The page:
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Lisa Rubin, PhD, promotion to Associate Professor 

Congratulations to WMHC member Lisa Rubin, PhD, on her recent promotion to Associate Professor with Tenure at The New School for Social Research, where she is also the Assistant Director of Clinical Training for the Clinical Psychology doctoral program.

In addition, Lisa is currently chair of the WMHC social action committee. Lisa's research and clinical work focuses on women’s health concerns, including body image and eating problems, psycho-oncology, and assisted reproductive technologies.

Her scholarship includes publications in Cancer, Psychology of Women Quarterly, Health Psychology, Sex Roles, Psychology & Health, Culture Medicine & Psychiatry, among other journals. She is currently co-editing a special issue of the journal Women & Therapy on women and cancer.

Lisa Rubin, PhD


Mad in America: Science, Psychiatry and Community

The Head Bone’s Connected to the Body Bone


December 18, 2012

We have long been told that “low levels” of serotonin in the brain equal bad and sad, and we have been educated by the Pharmaceutical industry about the opportunity we have, through the use of antidepressants, to retrain our wayward neurons: by making the proverbial holes in the strainer that much smaller. But even if you accept the conventional wisdom regarding the role of serotonin in the narrative of mind, merriness, and misery, from where do we think that this magical neurochemical arises? 
Full Article 

My Journey Home to Self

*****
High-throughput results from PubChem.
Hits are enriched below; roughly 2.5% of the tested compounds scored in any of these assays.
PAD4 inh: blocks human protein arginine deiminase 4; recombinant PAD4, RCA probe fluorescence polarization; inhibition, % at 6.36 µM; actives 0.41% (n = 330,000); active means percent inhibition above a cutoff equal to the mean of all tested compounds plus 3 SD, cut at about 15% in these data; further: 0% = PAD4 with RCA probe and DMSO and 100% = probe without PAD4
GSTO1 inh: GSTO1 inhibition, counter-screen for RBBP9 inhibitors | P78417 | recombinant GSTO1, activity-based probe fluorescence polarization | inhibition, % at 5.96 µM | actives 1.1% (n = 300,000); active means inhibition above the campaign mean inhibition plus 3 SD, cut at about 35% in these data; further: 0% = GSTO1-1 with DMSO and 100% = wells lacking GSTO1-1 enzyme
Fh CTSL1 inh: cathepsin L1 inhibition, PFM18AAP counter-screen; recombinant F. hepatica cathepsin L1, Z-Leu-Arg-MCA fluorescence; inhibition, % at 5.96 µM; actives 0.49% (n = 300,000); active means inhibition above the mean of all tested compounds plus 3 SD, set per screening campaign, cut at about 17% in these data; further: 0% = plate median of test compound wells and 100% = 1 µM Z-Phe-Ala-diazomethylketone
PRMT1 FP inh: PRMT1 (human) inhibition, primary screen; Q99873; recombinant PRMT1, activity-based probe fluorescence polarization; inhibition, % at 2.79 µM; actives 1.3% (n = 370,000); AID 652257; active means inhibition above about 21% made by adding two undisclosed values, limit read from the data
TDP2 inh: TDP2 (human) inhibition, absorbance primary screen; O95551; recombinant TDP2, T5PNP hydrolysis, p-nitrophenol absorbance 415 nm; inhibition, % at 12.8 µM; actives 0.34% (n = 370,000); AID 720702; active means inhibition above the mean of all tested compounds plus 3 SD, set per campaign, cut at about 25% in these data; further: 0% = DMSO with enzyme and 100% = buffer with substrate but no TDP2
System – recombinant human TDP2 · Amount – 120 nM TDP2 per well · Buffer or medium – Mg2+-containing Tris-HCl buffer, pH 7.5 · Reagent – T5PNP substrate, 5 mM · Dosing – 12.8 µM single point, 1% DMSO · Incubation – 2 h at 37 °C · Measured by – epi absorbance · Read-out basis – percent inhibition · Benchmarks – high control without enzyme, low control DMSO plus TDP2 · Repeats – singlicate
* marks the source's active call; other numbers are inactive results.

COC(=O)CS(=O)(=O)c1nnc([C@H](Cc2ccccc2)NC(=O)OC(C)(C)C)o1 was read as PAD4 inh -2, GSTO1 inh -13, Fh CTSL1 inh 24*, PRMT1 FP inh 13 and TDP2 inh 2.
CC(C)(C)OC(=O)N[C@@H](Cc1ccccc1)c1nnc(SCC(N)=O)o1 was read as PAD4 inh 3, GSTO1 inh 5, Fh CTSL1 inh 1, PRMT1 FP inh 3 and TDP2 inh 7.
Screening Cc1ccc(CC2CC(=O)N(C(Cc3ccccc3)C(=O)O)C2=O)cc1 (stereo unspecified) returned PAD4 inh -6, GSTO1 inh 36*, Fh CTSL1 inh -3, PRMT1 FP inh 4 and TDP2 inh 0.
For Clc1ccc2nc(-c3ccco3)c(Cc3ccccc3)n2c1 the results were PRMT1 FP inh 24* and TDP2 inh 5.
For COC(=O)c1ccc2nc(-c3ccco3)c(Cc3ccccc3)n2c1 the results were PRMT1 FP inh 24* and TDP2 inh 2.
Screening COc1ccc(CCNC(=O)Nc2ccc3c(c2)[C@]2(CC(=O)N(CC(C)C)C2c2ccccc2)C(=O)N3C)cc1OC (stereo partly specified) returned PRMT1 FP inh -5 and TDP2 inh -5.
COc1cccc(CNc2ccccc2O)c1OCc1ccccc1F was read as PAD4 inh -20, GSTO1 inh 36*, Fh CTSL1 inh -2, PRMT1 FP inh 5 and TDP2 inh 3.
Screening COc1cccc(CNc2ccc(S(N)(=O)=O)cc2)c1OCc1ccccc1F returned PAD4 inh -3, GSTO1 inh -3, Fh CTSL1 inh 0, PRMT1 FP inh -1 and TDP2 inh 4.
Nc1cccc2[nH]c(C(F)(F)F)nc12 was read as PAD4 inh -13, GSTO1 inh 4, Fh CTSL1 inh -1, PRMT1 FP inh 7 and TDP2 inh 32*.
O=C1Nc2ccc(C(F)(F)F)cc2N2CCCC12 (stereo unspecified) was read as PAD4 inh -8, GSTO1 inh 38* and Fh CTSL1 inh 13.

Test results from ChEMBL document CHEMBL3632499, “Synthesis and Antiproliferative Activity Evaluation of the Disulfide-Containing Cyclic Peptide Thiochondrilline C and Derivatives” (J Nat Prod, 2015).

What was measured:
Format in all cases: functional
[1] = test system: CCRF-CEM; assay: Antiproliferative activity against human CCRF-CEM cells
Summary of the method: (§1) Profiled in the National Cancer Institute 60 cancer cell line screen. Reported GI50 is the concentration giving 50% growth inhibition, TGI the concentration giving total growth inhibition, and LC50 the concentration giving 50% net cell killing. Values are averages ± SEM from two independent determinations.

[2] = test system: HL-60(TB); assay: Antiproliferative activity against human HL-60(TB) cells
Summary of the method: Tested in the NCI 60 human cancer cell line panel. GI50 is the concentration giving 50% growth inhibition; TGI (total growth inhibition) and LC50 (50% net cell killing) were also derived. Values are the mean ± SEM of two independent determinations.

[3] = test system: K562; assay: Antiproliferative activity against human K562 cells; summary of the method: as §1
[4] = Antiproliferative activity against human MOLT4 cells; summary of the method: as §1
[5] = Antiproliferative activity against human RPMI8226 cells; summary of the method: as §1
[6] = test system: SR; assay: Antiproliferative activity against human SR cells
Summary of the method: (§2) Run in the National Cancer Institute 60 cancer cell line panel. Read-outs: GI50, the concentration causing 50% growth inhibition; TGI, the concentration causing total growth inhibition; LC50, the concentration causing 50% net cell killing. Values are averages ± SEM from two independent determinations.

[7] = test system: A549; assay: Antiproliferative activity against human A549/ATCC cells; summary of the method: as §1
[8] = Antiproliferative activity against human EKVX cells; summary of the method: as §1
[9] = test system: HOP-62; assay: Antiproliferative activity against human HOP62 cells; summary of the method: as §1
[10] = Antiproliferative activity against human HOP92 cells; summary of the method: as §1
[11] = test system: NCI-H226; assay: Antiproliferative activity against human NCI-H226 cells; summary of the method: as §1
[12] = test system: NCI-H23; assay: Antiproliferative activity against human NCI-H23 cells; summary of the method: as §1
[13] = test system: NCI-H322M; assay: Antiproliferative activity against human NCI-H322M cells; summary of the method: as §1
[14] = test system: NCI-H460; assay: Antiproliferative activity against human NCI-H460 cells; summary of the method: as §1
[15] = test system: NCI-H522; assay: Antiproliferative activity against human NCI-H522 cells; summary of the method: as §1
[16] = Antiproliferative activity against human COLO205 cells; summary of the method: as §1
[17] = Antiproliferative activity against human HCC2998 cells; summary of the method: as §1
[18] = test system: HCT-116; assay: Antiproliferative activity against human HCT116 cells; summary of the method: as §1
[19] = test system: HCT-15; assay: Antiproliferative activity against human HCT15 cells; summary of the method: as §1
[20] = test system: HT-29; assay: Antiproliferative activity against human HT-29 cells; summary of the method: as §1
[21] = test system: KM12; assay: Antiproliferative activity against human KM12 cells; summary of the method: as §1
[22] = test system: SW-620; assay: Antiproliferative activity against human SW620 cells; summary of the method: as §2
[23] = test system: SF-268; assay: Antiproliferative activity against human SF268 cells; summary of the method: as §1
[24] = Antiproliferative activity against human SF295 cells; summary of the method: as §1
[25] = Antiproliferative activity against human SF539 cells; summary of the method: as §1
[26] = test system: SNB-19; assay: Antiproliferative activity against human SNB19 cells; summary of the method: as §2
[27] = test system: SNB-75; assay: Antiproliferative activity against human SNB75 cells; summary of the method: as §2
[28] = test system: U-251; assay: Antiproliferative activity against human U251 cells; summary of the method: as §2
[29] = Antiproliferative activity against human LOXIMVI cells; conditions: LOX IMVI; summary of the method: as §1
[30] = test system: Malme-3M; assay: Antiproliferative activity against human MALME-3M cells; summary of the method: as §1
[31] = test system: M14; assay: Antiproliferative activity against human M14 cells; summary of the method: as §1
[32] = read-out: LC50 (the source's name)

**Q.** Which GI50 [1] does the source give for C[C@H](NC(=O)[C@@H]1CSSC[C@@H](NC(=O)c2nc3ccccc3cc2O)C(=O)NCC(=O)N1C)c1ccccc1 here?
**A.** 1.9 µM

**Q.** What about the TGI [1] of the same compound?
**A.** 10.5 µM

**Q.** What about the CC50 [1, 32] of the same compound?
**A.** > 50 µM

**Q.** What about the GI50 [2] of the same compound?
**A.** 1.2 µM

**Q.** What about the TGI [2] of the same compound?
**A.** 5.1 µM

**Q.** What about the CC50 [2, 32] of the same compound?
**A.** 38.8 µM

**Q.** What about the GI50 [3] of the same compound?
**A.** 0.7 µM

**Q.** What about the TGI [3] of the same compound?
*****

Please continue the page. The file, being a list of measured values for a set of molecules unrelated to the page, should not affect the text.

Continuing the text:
December 11, 2012

It is not the responsibility of those exposed to demonstrate danger, it is the responsibility of pharmaceutical, commercial, and industrial companies to properly evaluate the long-term safety of such exposures, including an evaluation of the severe risks to a potentially genetically vulnerable minority. Only then can a governing body be in a position to sanction, condone, or even promote such chemicals. 
Full Article 


Truth is a Quiet Thing

Finding peace in a forward fold

As a professional performing artist for over 10 years in musical theater, I adored the process of making a show. The rehearsal process meant learning and honing new music and choreography, drilling it to as close to perfection as possible, and of course making new friends and acquiring new skills.

But nothing compared to the moment the curtain went up and there was an audience. My kicks were higher, smile broader, adrenaline was coursing through my body and my voice felt more expansive than ever. All those hours in class and in rehearsals paid off big time.

So it was quite a shock for me to take my first yoga class, and truth be told, I didn’t appreciate it much.

Where were the mirrors? How would I know if I was doing the poses right? Without my body to look at, and my voice to listen to, how would I know my place in this practice?

To read more click

submitted by Alena Gerst, LMSW, RYT 


Pride and Joy: A Guide to Understanding Your Child's Emotions and Solving Family Problems

In his recently published book Pride & Joy, child psychologist Kenneth Barish elaborates on a particular perspective to illustrate the path towards building a child's sense of optimism and emotional resilience.
Readers are reminded to focus on their child's efforts and what enabled them to achieve their goal. This in turn helps to promote the child's ability to persevere at a task rather than merely focusing on their accomplishments.
Providing real-life examples of various issues that parents face with their children, he offers the reader an opportunity to become more attuned to their child's emotional health.
Rather than merely provide a how-to book on parenting, he helps parents gain a deeper understanding of both their child and of themselves in relation to their child.
Pride & Joy is a very readable book for the intelligent parent and all those who interact with children.

To buy the book click here: Pride and Joy: A Guide to Understanding Your Child's Emotions and Solving Family Problems


Being Content With Intent